“I need that.” I find myself bleating every day in reference to about a half million things. And it’s nothing more than a harmless lie, really. At the very worst, a thinly-veiled expression of “want” as opposed to “need”—a self-destructive bark about skills or food or cars or …
Wait. I think the UPS man just drove up.
No. Sorry. It was the garbage man.
They must get their whips tuned at the same place.
That’s what I’m talking about, though. I stopped what I was doing because I was convinced that I needed to have what the UPS man had. I really don’t need anything (not much, anyway), and the universe has techniques of reminding me of that fact almost every time I believe otherwise.
I thought I needed the cardboard box full of whatever, but I was wrong. The garbage-man-as-a-metaphor thing was just a bonus.
What’s right, then? Well, I have my own secret and vague ideas about that, but there are two factors that I know to be true:
1) There are things I want.
2) I have little built-in self-control.
Luckily, I’m pretty lazy. Truth be told, that’s the only thing that really keeps me in check. Or is it my lack of willpower? My procrastinating tendencies? A cocktail of all three, perhaps?
But, yeah, more about me: I was thinking, “So what if I don’t have anything to type here this week? Would my keyboard get up and walk out? Would the local news do a story on my lack of determination? Would the great-big glass in the sky suddenly identify as half empty? Or (gasp!) half full?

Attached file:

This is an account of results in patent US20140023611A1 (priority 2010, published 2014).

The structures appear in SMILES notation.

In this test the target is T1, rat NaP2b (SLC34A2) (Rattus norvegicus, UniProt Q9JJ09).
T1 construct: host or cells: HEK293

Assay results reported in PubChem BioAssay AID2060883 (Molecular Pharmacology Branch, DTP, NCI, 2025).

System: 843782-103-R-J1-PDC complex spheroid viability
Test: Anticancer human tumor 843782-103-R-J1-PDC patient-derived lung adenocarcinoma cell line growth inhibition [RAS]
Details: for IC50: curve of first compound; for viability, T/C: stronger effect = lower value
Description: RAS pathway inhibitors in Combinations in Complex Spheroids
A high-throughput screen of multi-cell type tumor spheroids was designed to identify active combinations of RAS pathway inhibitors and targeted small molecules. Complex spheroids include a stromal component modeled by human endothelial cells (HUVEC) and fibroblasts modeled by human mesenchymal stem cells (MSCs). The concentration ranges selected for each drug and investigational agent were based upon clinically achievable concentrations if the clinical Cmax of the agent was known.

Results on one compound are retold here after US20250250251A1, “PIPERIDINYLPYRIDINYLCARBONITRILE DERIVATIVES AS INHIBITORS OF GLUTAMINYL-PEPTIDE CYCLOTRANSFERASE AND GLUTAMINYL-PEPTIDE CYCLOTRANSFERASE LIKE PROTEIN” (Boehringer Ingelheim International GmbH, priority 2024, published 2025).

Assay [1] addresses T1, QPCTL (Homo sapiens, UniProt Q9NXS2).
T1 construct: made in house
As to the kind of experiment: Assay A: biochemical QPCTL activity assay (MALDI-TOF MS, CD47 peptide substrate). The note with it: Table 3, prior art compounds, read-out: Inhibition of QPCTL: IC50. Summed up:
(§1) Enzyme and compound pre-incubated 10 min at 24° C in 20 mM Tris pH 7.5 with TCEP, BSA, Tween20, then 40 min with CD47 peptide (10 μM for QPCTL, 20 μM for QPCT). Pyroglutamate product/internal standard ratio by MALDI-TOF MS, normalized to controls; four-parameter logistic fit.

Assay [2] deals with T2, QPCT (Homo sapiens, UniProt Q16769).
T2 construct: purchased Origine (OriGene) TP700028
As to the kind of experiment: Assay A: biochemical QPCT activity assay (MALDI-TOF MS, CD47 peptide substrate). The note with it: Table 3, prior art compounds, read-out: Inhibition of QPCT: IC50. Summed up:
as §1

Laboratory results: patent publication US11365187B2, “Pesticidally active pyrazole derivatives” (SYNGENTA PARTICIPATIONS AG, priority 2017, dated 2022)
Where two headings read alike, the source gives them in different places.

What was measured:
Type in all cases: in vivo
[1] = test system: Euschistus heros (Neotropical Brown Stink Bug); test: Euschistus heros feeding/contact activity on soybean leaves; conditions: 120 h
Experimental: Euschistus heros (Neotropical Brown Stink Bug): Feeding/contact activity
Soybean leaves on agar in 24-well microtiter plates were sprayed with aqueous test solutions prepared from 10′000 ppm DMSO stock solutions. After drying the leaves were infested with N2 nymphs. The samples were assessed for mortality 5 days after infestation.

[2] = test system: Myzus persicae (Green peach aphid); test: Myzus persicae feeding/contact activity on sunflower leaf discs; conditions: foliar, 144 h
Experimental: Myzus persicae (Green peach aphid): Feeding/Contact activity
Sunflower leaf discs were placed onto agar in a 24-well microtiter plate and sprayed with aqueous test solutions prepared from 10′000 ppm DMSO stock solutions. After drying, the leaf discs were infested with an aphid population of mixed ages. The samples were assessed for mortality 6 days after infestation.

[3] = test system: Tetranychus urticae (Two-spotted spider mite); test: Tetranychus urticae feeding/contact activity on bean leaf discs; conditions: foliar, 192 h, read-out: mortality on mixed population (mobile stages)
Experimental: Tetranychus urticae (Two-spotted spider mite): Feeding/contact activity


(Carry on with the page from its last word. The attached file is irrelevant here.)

I know those are stupid questions, by the way. I wrote them. I’ll do that sometimes … the thing with the stupid questions. I’ll use the phone, too. I’ll straighten my desk. I’ll do or think of almost anything to not do or think of what I’m supposed to be doing and thinking. For example, I have this quarterpipe in my backyard. It’s narrow. It’s really small. The trannys are a bit suspect. And it’s autumn as fuck here right now. Rainy and cold. “Well below average,” the Weather Channel says.
I’ve been skating that thing, saying to myself, “Damn this is narrow, small, and kinked, and, damn, it’s really cold. But I think I’d rather do this than laundry or dishes or bills or work.”
And it’s been that way for a while. Over thirty years now.
But what if you or I or we didn’t really feel like skating this month? Would it really change anything at all?
I know what would happen, and it’s not what logic tells us.
I’d still avoid life’s boring, yet practical shit. I’d steer clear of all of it like the plague, but instead of skateboarding, I’d look for new ways to help me shirk my responsibilities. I can’t guarantee that it’d be good stuff, though. As a matter of fact, it’d almost certainly involve something bad for me.
And if there truly is a skate culture, that’s the real foundation of it, right there: going with the lesser of all evils paired with full-blown avoidance.
Do we need it?
Well we don’t need trouble, illness, pent-up hostility, or a hole in the head. And if we’re looking at skateboarding as a necessity or a way we can escape a bit of real lameness, then please, amend “food, shelter, and clothing” to include a Smith grind now and then, and let the UPS man deliver all he’s got.
Hold on. Did you hear that?
I think it was the Fed Ex guy this time.